A favorable vote from the Northfield City Council last Monday may help Carleton take the lead in its sustainability arms race with St. Olaf College. Pending funding and further approval from the city, a second Carleton wind turbine – smaller, cheaper and closer to campus than the existing one – may start spinning by the end of the year.
Carleton Director of Energy Management Robert Lamppa has been working on the details of the new project for the last two years. He envisions a 1 megawatt unit that would cost between $2 and $2.5 million – about two thirds as costly and two thirds as productive as the college’s 2004 turbine. The new plan also would produce energy directly into the school’s power grid instead of selling it to Xcel Energy. This is to save the school the 2 cents a kilowatt hour difference between the rates that Xcel buys and sells Carleton its energy.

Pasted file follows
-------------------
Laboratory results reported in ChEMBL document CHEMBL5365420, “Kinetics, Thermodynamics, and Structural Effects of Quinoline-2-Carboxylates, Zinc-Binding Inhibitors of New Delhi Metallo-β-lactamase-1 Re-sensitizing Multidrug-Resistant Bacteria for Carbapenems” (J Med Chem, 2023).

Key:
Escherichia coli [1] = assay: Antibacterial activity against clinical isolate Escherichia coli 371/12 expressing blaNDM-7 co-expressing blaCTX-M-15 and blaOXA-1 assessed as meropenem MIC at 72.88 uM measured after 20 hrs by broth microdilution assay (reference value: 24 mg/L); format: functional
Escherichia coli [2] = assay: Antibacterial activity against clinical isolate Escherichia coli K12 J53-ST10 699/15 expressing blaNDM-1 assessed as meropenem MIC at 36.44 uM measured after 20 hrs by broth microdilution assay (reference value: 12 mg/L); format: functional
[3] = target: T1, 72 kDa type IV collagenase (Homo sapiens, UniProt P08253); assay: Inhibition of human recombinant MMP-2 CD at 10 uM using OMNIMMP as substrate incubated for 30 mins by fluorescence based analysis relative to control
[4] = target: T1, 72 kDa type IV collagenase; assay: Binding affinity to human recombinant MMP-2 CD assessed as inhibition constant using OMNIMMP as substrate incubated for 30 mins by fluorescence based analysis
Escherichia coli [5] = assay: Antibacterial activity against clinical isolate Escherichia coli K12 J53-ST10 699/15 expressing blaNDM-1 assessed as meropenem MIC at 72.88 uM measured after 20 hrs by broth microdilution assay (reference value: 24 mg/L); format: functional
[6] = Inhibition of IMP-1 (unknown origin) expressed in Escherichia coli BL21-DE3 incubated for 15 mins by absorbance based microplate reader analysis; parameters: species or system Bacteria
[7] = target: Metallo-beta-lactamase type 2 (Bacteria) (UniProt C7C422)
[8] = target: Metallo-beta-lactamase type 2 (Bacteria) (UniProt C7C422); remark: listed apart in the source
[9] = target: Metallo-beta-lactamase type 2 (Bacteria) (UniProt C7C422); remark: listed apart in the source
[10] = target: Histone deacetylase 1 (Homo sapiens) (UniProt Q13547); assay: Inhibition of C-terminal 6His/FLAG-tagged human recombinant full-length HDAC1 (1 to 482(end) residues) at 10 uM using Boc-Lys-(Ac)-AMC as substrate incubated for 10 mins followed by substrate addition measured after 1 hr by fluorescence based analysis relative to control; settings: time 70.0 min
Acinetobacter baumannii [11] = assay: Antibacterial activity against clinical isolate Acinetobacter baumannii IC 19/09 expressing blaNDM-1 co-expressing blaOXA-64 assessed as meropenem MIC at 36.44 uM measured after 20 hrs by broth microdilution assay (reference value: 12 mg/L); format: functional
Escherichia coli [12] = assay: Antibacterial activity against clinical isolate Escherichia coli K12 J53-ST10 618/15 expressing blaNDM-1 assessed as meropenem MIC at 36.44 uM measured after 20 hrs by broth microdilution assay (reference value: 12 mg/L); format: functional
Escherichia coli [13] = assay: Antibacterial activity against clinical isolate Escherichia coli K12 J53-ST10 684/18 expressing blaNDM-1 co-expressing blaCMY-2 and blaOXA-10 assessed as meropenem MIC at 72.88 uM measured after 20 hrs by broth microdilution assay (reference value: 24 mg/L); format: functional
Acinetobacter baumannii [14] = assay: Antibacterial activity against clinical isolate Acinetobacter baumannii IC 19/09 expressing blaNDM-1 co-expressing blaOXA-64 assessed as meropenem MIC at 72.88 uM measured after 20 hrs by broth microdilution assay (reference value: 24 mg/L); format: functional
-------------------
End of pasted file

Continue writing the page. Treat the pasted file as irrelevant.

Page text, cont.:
The new unit would stand about as tall as the existing turbine, but would run on two shorter rotary blades. Much more immediate to the rest of campus, it would be built just to the east of the school water tower along Spring Creek Road and Highway 19.
Swedish firm Nordic Wind Power has already been identified as a likely manufacturer. The company recently opened a manufacturing plant in Pocatello Idaho and is now taking orders for 2009.
But Lamppa cannot promise any changes to the Northfield skyline this year. For the project to move along it will need zoning approval from approval from the City of Northfield and a place in the college’s heavily-constrained budget.
Monday’s meeting was the first step towards an agreement with the City of Northfield. The 5 to 1 vote signaled the Council’s decision to write zoning language about wind turbines. Northfield has never had to make consider wind turbines before because both Carleton’s and St. Olaf’s are outside of the city limits. Depending on what the city decides, Carleton’s next step will likely be to apply for a conditional-use permit.